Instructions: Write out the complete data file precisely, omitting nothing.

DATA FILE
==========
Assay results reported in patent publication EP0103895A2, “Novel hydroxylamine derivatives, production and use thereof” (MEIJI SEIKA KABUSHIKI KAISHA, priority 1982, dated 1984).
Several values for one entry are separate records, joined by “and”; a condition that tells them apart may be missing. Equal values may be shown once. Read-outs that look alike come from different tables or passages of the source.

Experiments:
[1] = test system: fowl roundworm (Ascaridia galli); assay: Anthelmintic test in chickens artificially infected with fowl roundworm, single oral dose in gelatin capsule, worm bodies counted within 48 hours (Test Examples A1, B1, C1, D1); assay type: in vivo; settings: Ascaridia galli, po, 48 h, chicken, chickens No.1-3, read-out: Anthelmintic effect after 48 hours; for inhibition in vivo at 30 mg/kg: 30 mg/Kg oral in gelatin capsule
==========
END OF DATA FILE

Assay results reported in patent publication EP0103895A2, “Novel hydroxylamine derivatives, production and use thereof” (MEIJI SEIKA KABUSHIKI KAISHA, priority 1982, dated 1984).
Several values for one entry are separate records, joined by “and”; a condition that tells them apart may be missing. Equal values may be shown once. Read-outs that look alike come from different tables or passages of the source.

Experiments:
[1] = test system: fowl roundworm (Ascaridia galli); assay: Anthelmintic test in chickens artificially infected with fowl roundworm, single oral dose in gelatin capsule, worm bodies counted within 48 hours (Test Examples A1, B1, C1, D1); assay type: in vivo; settings: Ascaridia galli, po, 48 h, chicken, chickens No.1-3, read-out: Anthelmintic effect after 48 hours; for inhibition in vivo at 30 mg/kg: 30 mg/Kg oral in gelatin capsule